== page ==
SOURCES: National Transportation Safety Board, Aviation: Accident Database & Synopses, available at http://www.ntsb.gov/aviationquery/index.aspx as of April 2012 as cited by U.S. Department of Transportation, Research and Innovative Technology Administration, Bureau of Transportation Statistics in their Multimodal Indicators: Air Fatalities, available at http://www.bts.gov as of June 2012.

Motor Vehicles Fatalities

There were 32,885 motor vehicle fatalities counted across the country in 2010.10 While the amount of driving continues to increase, the number of highway fatalities has been trending downward over the past 10 years, decreasing by 21.6 percent during this period (as shown in figure 2). Notably, motor vehicle fatalities in 2010 reached record lows last reported in 1949.11

FIGURE 2: Motor Vehicle Fatalities: 2001-2010

Annual data

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FIGURE 2: Motor Vehicle Fatalities: 2001-2010

SOURCES: Fatalities: 2001-2009——U.S. Department of Transportation, National Highway Traffic Safety Administration, Fatality Analysis Reporting System, available at http://www.nhtsa.gov/fars, as of June 2012. 2010—U.S. Department of Transportation, National Highway Traffic Safety Administration, Transportation Safety Facts: Research Notes, 2010 Motor Vehicle Crashes: Overview (February 2012), available at http://www.nhtsa.gov/fars, as of June 2012. VMT—U.S. Department of Transportation, Federal Highway Administration, Highway Statistics (Washington, DC: Annual Issues), table VM-1, available at http://www.fhwa.dot.gov/policyinformation/statistics.cfm as of June 2012.

Motorcycle Safety

Motorcycle fatalities account for 13.7 percent of the motor vehicle fatalities in 2010. In contrast to motor vehicle fatalities, motorcycle fatalities have been trending upward (increasing by 55.4 percent) over the past 10 years. Several risk factors may be attributed to the increase, including changes in owner demographics, safety regulations, and types of motorcycles.12 The number of states that require all riders to wear helmets has decreased from 26 in 1997 to 19 in 2012.13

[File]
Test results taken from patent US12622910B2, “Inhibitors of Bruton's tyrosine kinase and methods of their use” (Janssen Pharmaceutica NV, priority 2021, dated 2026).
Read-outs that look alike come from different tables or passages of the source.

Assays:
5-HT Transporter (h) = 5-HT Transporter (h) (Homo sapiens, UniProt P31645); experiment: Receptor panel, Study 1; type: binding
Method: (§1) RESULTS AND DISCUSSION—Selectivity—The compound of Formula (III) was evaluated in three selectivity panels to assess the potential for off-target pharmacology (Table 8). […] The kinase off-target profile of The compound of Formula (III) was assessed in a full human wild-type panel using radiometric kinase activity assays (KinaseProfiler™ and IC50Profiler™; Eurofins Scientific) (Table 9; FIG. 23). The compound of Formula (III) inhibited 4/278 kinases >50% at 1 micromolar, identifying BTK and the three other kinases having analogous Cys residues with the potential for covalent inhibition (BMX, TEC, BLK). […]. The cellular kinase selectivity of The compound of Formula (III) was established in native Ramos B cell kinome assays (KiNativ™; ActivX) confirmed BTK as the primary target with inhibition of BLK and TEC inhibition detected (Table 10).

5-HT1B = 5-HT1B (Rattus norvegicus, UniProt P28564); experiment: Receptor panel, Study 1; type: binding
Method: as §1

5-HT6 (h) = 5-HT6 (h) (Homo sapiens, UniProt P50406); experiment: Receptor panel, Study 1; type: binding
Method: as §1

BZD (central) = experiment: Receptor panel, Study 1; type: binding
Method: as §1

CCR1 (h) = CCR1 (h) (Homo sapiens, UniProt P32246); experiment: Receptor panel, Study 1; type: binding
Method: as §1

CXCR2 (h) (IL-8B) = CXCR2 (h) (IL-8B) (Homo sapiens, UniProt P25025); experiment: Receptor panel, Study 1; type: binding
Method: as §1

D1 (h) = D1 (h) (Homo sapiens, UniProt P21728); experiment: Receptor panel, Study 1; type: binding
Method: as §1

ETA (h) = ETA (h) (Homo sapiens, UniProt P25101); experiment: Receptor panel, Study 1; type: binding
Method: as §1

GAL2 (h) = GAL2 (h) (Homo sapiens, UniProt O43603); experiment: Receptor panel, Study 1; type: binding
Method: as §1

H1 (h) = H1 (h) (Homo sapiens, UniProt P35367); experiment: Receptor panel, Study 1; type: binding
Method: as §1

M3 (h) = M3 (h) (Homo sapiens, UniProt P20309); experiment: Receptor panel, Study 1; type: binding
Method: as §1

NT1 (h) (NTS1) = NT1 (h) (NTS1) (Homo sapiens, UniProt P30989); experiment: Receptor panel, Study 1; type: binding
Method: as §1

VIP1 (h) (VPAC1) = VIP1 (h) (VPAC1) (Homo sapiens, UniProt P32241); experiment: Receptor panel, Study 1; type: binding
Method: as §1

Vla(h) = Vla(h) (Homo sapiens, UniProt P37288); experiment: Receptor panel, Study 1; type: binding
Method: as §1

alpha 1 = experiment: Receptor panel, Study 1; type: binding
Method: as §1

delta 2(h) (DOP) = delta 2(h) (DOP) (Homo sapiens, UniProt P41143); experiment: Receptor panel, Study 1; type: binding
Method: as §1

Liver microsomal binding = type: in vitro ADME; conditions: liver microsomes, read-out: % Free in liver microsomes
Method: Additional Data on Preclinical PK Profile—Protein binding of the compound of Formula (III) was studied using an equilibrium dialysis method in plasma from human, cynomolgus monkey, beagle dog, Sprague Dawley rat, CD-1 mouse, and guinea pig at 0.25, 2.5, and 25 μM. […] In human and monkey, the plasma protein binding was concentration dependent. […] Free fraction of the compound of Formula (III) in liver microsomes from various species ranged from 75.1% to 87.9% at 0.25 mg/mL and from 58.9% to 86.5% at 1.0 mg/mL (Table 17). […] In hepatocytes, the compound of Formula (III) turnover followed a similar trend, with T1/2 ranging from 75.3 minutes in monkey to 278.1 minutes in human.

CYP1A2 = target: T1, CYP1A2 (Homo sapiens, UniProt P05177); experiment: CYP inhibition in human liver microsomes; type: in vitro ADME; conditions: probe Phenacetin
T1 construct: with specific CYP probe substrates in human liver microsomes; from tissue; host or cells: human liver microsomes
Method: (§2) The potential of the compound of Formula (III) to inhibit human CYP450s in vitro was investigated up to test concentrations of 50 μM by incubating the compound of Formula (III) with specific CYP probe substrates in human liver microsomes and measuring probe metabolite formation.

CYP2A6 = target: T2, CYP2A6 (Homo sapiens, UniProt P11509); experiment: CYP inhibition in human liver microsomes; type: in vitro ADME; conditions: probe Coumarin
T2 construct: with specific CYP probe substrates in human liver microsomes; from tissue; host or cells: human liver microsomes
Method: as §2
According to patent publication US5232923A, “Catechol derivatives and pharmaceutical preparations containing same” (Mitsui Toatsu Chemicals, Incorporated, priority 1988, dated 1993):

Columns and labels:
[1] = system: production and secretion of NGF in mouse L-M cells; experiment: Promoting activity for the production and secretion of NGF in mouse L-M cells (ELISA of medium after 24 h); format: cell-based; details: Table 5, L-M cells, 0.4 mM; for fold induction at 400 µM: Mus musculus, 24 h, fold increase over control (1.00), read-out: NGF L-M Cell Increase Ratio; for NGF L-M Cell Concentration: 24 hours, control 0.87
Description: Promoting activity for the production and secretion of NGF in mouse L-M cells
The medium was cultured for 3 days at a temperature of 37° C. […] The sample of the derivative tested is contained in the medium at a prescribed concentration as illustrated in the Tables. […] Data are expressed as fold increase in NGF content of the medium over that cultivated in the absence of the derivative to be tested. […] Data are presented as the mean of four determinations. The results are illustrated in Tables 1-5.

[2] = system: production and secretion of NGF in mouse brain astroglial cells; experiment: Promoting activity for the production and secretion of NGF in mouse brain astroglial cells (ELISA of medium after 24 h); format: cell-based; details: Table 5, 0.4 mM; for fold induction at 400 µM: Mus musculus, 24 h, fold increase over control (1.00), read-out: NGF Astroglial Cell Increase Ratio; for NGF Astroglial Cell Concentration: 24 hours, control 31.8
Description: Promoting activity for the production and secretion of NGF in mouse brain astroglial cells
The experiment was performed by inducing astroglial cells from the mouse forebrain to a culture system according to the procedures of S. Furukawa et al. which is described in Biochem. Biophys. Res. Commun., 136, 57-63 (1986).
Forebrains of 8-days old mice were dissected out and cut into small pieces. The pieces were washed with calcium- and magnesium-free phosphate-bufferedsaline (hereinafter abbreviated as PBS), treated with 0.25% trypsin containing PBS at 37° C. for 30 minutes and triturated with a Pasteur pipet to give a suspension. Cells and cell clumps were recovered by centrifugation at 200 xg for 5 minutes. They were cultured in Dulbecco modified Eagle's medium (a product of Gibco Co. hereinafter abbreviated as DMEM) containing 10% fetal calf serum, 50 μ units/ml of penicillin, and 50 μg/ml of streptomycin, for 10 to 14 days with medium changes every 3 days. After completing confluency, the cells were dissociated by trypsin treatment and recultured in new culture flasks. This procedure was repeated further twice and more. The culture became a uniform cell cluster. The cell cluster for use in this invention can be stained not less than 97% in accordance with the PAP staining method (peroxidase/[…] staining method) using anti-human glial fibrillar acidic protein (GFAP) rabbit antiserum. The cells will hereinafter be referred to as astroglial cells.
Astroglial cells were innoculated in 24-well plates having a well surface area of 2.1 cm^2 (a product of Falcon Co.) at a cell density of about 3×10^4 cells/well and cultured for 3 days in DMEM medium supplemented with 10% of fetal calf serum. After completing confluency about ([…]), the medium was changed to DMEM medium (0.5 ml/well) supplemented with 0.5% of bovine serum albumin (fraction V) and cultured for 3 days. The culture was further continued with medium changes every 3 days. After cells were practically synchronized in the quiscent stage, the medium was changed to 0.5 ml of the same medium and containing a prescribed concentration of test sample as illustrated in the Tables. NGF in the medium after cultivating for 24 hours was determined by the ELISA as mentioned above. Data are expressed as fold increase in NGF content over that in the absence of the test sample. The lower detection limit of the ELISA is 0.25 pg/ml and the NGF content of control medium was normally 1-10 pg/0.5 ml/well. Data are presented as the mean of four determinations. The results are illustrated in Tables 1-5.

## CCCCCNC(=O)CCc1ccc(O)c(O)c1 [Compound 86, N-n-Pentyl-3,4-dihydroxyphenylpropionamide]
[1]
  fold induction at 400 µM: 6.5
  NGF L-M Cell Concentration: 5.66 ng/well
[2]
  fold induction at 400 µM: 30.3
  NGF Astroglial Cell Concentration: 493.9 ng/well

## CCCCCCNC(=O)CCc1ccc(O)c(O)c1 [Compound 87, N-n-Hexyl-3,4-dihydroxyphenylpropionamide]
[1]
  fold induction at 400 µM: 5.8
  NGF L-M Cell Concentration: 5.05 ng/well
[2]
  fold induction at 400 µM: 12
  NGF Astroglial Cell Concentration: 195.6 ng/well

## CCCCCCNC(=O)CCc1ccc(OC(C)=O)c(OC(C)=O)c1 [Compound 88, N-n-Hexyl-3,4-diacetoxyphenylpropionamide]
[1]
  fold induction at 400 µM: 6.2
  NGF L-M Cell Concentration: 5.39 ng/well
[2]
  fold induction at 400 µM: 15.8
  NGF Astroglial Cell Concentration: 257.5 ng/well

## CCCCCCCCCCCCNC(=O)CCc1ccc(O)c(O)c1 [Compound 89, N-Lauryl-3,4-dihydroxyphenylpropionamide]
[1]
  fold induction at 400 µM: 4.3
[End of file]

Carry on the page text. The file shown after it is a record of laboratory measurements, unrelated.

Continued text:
FIGURE 3: Motorcycle Fatalities: 2001-2010

Annual data

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FIGURE 3: Motorcycle Fatalities: 2001-2010

SOURCES: Fatalities: 2001-2009—U.S. Department of Transportation, National Highway Traffic Safety Administration, Fatality Analysis Reporting System, available at http://www.nhtsa.gov/fars, as of June 2012. 2010—U.S. Department of Transportation, National Highway Traffic Safety Administration, Transportation Safety Facts: Research Notes, 2010 Motor Vehicle Crashes: Overview (February 2012), available at http://www.nhtsa.gov/fars, as of June 2012. VMT—U.S. Department of Transportation, Federal Highway Administration, Highway Statistics (Washington, DC: Annual Issues), table VM-1, available at http://www.fhwa.dot.gov/ as of June 2012.

Fatal Bus Crashes

Buses and motor coaches have recently captured the headlines and received press attention due to recent fatalities and multiple causalities. Crashes, fatalities, and injuries involving buses have increased by 460 (or 3.5 percent), 34 (or 12.6 percent), and 858 (or 5.5 percent), respectively in 2010.14 The Federal Motor Carrier Safety Administration (FMCSA) and its partners have stepped up the inspections of commercial passenger buses, up significantly from 12,991 in 2005 to 25,705 in 2010. As a result of these efforts, the FMCSA shutdown 54 unsafe motor coach operators in 2011.15

Deadly "Ds"—Distracted and Drunk Driving

Distracted and drunk driving may counteract the gains made in the number of lives saved made by the safety measures listed below.